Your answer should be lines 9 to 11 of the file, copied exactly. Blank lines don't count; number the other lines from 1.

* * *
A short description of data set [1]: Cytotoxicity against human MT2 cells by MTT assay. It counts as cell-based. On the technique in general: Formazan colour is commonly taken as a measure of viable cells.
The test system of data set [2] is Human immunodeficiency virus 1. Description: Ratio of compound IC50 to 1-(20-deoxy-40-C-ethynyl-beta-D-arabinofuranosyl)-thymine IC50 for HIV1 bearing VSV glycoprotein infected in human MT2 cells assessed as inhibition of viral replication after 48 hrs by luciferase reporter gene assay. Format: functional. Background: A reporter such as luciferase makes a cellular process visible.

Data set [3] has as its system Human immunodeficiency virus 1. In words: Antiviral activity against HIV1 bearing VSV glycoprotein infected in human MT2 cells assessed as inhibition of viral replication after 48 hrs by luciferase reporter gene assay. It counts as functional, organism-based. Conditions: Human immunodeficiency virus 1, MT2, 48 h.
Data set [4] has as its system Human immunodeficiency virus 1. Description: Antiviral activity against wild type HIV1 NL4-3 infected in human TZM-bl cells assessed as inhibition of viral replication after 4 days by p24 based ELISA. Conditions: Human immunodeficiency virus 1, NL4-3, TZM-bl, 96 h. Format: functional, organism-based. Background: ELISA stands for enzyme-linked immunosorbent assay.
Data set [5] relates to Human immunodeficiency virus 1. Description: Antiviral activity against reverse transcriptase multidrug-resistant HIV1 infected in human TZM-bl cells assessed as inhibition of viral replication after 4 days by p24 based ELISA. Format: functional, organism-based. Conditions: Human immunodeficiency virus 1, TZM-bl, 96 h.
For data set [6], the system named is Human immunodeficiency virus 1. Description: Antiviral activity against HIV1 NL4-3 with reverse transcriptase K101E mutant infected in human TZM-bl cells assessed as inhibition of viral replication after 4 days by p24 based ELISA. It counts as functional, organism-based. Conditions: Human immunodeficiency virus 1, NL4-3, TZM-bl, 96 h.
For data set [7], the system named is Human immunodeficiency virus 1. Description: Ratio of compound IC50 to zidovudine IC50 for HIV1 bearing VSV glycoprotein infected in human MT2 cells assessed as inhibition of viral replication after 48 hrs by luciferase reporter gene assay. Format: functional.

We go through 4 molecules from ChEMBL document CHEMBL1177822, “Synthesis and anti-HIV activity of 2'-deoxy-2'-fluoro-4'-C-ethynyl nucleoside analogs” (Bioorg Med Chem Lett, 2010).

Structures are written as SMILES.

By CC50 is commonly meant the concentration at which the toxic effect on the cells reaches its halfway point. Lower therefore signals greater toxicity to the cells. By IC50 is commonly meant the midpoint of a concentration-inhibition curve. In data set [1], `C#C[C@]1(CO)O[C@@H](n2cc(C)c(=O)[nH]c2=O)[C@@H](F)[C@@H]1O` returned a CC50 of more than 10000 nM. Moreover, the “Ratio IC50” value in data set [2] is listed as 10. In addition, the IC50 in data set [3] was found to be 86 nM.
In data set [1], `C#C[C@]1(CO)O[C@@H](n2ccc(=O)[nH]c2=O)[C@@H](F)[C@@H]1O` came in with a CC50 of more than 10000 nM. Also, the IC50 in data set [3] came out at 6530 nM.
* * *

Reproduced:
Structures are written as SMILES.

By CC50 is commonly meant the concentration at which the toxic effect on the cells reaches its halfway point. Lower therefore signals greater toxicity to the cells. By IC50 is commonly meant the midpoint of a concentration-inhibition curve. In data set [1], `C#C[C@]1(CO)O[C@@H](n2cc(C)c(=O)[nH]c2=O)[C@@H](F)[C@@H]1O` returned a CC50 of more than 10000 nM. Moreover, the “Ratio IC50” value in data set [2] is listed as 10. In addition, the IC50 in data set [3] was found to be 86 nM.
In data set [1], `C#C[C@]1(CO)O[C@@H](n2ccc(=O)[nH]c2=O)[C@@H](F)[C@@H]1O` came in with a CC50 of more than 10000 nM. Also, the IC50 in data set [3] came out at 6530 nM.